Google offers frequent updates on its Green ICT progress. Here is the most recent, along with past updates.
Photos, inside and out, of Google's data centers. Note that most locations include a reference to some green initiative.
This has not been detailed on Google's useful blog, but Grist reports that "Google’s new $700 million data centers in Taiwan will make ice at night, when electricity is significantly cheaper, and use it to cool the buildings during the day."
Google announced in January 2012, "All of our U.S. owned and operated data centers have received ISO 14001…certification. We’re the first major Internet services company to gain external certification for those high standards at all of our U.S. data centers." Here are some of the specifics.
A Microsoft/Accenture/WSP report compared three applications used in-cloud and on-premises. A Google report takes a similar look at Google Apps. Both claim CO2e reductions ranging above 80%. Pike Research says the move to cloud computing will decrease overall data center GHG emissions by 28%. The most recent report, a WSP/NRDC study, reinforces these themes but offers balancing perspectives.
It is easier to avoid controversy in the first place than extract oneself once one has invited it. Apple is finding that its decision to pull out of EPEAT, as described below, continues to dog the company even though Apple had quickly reversed that stance.
We're most of the way through 2012 and Green ICT has been a topic of conversation for years. Best practices have been developed, standards put into place, conferences held monthly around the world. So why do recent surveys of ICT operators suggest that few are paying attention to the full suite of Green ICT possibilities?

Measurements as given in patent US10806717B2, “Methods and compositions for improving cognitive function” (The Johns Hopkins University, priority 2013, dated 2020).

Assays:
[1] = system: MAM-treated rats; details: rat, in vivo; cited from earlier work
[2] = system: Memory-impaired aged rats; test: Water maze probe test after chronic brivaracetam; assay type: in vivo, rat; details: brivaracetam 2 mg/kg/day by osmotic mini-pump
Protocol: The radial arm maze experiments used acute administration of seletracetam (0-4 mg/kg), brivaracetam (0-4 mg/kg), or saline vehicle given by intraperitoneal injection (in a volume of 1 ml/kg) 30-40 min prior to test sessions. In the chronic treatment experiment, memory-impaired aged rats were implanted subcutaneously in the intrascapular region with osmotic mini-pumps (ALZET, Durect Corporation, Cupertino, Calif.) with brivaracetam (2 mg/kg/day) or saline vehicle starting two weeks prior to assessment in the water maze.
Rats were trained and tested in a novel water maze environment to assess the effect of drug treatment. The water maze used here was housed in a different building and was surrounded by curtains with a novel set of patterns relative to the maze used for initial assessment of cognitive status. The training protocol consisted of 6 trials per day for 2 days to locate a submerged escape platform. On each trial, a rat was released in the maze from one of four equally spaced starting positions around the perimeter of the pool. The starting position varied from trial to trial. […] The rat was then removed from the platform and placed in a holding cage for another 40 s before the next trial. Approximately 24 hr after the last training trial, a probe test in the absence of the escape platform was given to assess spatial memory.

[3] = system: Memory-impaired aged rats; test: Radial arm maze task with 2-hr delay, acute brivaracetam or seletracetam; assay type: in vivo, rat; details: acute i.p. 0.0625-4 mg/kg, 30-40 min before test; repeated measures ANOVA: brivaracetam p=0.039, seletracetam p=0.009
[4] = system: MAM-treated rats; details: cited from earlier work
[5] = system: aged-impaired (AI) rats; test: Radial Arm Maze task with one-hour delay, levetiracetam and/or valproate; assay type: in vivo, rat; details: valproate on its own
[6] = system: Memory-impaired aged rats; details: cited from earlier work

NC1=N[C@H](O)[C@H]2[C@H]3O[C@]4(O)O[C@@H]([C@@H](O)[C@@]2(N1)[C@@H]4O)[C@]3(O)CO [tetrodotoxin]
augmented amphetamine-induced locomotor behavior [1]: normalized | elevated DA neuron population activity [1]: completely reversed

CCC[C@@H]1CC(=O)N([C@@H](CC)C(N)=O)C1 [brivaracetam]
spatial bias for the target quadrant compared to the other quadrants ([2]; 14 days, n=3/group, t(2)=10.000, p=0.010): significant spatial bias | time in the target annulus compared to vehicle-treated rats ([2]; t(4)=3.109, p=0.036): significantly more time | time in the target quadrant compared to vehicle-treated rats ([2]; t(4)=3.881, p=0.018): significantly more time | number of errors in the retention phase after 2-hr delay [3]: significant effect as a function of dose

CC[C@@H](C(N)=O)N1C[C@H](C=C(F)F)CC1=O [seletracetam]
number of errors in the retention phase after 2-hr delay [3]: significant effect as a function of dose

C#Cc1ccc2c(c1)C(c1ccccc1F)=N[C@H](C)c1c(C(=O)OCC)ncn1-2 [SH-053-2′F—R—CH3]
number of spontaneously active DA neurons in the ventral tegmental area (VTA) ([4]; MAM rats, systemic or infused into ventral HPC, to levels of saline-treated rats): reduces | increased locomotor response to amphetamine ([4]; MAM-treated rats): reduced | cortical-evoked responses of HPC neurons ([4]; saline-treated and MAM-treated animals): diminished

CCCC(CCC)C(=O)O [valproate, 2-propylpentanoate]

PUE - Power Utilization Effectiveness - is a common measure of energy efficiency for ICT facilities. We have often cited it in our articles, but we are mindful that efficiency does not necessarily lead to sustainability. Here are some areas where PUE can fall short.
Our e-gear contains many exotic materials. We've looked a how the demand for some - "conflict minerals" - fuels bloody, long-term warfare. The mining of others pollutes local communities. The rare earth neodymium, used in everything from smartphone speakers to datacenter disk drives, is a case in point.
Belching diesel equipment is not what one imagines when visualizing the Internet and mobile communications. It turns out they play a significant role in ICT's consumption of fossil fuels and emission of GHG.
We've identified almost 17 billion edge devices attached to our global ICT infrastructure. It turns out that the United States has a wide range of recycling rates for the different categories of e-gear. Which is best and which is worst?
We've added newer rankings for mobile and smart phones, but left the original ones below for those looking to reuse an older unit.
A Microsoft article titled "Reducing Environmental Impact through PC Life Cycle and Configuration Management" explains how the company implements sustainability in purchasing, operating, and disposing of its employee computers.
Microsoft IT has taken a complete PC life cycle management approach to ensure that all employee PCs and peripherals: